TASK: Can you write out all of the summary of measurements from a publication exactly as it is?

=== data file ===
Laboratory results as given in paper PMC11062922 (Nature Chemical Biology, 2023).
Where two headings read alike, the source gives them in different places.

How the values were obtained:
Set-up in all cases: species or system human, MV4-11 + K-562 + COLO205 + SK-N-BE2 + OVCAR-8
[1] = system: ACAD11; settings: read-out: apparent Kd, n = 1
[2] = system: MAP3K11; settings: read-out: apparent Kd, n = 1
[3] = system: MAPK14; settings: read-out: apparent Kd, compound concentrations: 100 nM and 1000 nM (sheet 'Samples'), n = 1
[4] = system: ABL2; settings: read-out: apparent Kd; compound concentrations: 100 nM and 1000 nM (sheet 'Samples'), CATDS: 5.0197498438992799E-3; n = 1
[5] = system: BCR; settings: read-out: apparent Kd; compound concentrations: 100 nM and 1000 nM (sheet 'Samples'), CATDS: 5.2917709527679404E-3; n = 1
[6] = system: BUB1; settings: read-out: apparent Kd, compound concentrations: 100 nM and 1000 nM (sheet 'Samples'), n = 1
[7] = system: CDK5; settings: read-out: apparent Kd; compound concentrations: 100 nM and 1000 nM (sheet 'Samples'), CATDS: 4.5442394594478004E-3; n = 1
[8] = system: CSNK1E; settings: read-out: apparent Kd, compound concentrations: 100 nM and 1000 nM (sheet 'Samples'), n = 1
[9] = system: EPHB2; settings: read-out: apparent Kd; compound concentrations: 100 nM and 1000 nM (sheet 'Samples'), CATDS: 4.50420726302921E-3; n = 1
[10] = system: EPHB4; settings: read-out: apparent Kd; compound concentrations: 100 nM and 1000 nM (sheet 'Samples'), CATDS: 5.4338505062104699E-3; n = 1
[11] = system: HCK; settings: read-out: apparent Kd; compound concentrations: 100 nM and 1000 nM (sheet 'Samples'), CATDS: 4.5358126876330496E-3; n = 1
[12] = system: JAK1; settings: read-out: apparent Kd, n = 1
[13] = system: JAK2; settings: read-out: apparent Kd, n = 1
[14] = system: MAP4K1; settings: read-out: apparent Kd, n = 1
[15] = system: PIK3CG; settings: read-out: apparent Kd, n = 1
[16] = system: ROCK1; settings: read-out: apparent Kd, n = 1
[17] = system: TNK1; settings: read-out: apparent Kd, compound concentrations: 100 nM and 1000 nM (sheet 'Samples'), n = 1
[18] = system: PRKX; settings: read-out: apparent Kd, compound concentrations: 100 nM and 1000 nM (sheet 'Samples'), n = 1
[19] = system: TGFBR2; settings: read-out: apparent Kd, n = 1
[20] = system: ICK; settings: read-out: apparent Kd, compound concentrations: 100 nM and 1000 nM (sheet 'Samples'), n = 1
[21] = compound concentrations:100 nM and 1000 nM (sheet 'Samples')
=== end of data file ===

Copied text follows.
Laboratory results as given in paper PMC11062922 (Nature Chemical Biology, 2023).
Where two headings read alike, the source gives them in different places.

How the values were obtained:
Set-up in all cases: species or system human, MV4-11 + K-562 + COLO205 + SK-N-BE2 + OVCAR-8
[1] = system: ACAD11; settings: read-out: apparent Kd, n = 1
[2] = system: MAP3K11; settings: read-out: apparent Kd, n = 1
[3] = system: MAPK14; settings: read-out: apparent Kd, compound concentrations: 100 nM and 1000 nM (sheet 'Samples'), n = 1
[4] = system: ABL2; settings: read-out: apparent Kd; compound concentrations: 100 nM and 1000 nM (sheet 'Samples'), CATDS: 5.0197498438992799E-3; n = 1
[5] = system: BCR; settings: read-out: apparent Kd; compound concentrations: 100 nM and 1000 nM (sheet 'Samples'), CATDS: 5.2917709527679404E-3; n = 1
[6] = system: BUB1; settings: read-out: apparent Kd, compound concentrations: 100 nM and 1000 nM (sheet 'Samples'), n = 1
[7] = system: CDK5; settings: read-out: apparent Kd; compound concentrations: 100 nM and 1000 nM (sheet 'Samples'), CATDS: 4.5442394594478004E-3; n = 1
[8] = system: CSNK1E; settings: read-out: apparent Kd, compound concentrations: 100 nM and 1000 nM (sheet 'Samples'), n = 1
[9] = system: EPHB2; settings: read-out: apparent Kd; compound concentrations: 100 nM and 1000 nM (sheet 'Samples'), CATDS: 4.50420726302921E-3; n = 1
[10] = system: EPHB4; settings: read-out: apparent Kd; compound concentrations: 100 nM and 1000 nM (sheet 'Samples'), CATDS: 5.4338505062104699E-3; n = 1
[11] = system: HCK; settings: read-out: apparent Kd; compound concentrations: 100 nM and 1000 nM (sheet 'Samples'), CATDS: 4.5358126876330496E-3; n = 1
[12] = system: JAK1; settings: read-out: apparent Kd, n = 1
[13] = system: JAK2; settings: read-out: apparent Kd, n = 1
[14] = system: MAP4K1; settings: read-out: apparent Kd, n = 1
[15] = system: PIK3CG; settings: read-out: apparent Kd, n = 1
[16] = system: ROCK1; settings: read-out: apparent Kd, n = 1
[17] = system: TNK1; settings: read-out: apparent Kd, compound concentrations: 100 nM and 1000 nM (sheet 'Samples'), n = 1
[18] = system: PRKX; settings: read-out: apparent Kd, compound concentrations: 100 nM and 1000 nM (sheet 'Samples'), n = 1
[19] = system: TGFBR2; settings: read-out: apparent Kd, n = 1
[20] = system: ICK; settings: read-out: apparent Kd, compound concentrations: 100 nM and 1000 nM (sheet 'Samples'), n = 1
[21] = compound concentrations:100 nM and 1000 nM (sheet 'Samples')